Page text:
In order to know the relationship that exists between current, resistance, and voltage Ohm’s law is derived by Georg Ohm. He came to know that the current which flows via a constant linear resistance and has direct relation to the applied voltage and inverse relation to the resistance. So, this is the relation between V, I, and R and this is the fundamental concept of Ohm’s law. The formula is given by

Voltage = Current × Resistance

If any of the two values are known, the third value can be known by the application of Ohm’s law. Mostly in electronic computations and formulations, Ohm’s law is used.

#### Ohm’s Law Triangle

Sometimes, people might come across the chances of not remembering these formulas. So, in those situations, ohm’s law triangle is extremely helpful. In this triangle, voltage is represented at the top while the other two values are at the bottom. With this arrangement, the formulas of V, I, and R can be known easily. It is shown as below:

Electrical Resistance Using Ohms Law

Using ohm’s law, when one volt of voltage and on ohm resistance are applied, then it generates one ampere current to flow. Therefore, for the applied voltage, the more the resistance, the flow of current will be less. So, any electrical component that works as per ohm’s law like cables and resistors are termed as Ohmic devices and which does not function as per this law are termed as Non-Ohmic devices.

The question that comes across many people in the scenario of resistance is that “Does the Size of the Resistor Affect the Electrical Resistance Value?

The answer to this is “Yes” because the values of resistance are completely dependent on the material that the component is made of. Various materials provide various resistance values for the charge movement. As ρ defines the material intrinsic property and it is not based on either size or shape of the material. Opposing this, R is the extrinsic property which is dependent on the shape and size of the resistor.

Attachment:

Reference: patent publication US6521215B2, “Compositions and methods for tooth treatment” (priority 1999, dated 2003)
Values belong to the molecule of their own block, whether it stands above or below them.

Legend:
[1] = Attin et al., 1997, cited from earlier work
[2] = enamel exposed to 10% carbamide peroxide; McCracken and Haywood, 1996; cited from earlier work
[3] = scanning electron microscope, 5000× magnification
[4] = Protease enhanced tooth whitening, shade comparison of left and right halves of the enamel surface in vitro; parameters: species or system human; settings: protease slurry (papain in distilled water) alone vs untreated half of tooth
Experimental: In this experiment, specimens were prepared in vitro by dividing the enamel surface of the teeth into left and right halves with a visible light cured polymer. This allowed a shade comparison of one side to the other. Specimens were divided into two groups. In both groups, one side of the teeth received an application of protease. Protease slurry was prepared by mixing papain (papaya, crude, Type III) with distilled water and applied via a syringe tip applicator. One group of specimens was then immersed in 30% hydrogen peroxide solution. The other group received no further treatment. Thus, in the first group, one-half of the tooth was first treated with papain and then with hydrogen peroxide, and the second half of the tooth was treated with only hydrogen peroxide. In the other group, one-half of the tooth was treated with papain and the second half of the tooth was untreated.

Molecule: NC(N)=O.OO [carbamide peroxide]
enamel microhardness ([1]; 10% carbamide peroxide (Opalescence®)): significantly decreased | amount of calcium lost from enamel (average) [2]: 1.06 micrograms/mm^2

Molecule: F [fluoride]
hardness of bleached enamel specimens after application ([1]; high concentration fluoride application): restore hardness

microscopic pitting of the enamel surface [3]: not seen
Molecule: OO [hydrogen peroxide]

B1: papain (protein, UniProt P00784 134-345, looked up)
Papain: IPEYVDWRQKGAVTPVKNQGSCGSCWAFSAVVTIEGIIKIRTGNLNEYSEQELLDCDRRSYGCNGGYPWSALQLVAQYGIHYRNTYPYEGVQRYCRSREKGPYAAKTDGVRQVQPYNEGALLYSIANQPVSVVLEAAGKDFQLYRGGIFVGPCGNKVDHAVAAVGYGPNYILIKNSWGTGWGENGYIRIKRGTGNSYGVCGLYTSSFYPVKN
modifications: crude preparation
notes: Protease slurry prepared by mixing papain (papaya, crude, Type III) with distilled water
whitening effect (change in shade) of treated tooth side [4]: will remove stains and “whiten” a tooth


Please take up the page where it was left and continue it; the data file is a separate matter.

### Temperature Effect on Resistance

In the metallic components when the temperature increase, then the interatomic movements enhance and so they provide increased resistance for the electrons flow thus creating a current. So, the increment of temperature increases resistance value for the metals, and also the temperature coefficient of resistance is positive. While in the case of semiconductors, when temperature value enhances, the number of free electrons increases. This lessens the value of resistance in these materials. Thus, because semiconductors possess a temperature coefficient of resistance value as negative.

### Applications

Electrical resistors had a wide variety of applications in many industries. Few of them to be discussed are as follows:

• Implemented in high range frequency devices
• Used in DC energy supplies
• Resistors are the basic component in the instruments such as demodulators, transmitters, and modulators
• Utilized for voltage regulation purposes
• Used for the purpose of circuit filtration in many systems
• Used in the instruments like multimeters, telecommunications networks, amplifiers and in oscillators
• Wave generators
• Medical instrumentation
• And used in feedback amplifiers

These are the most common and few applications of the electrical resistors.

Know more about Electric Illumination MCQs.

So, this is all about concepts related to resistance. On the whole, we are now aware of the concepts like resistance, its unit, formula, working, applications, resistance calculation through ohm’s law, few types, and how size shows an impact on resistance value. In addition to these, it is also more important to know about how does a resistor work and the typical electrical resistance values?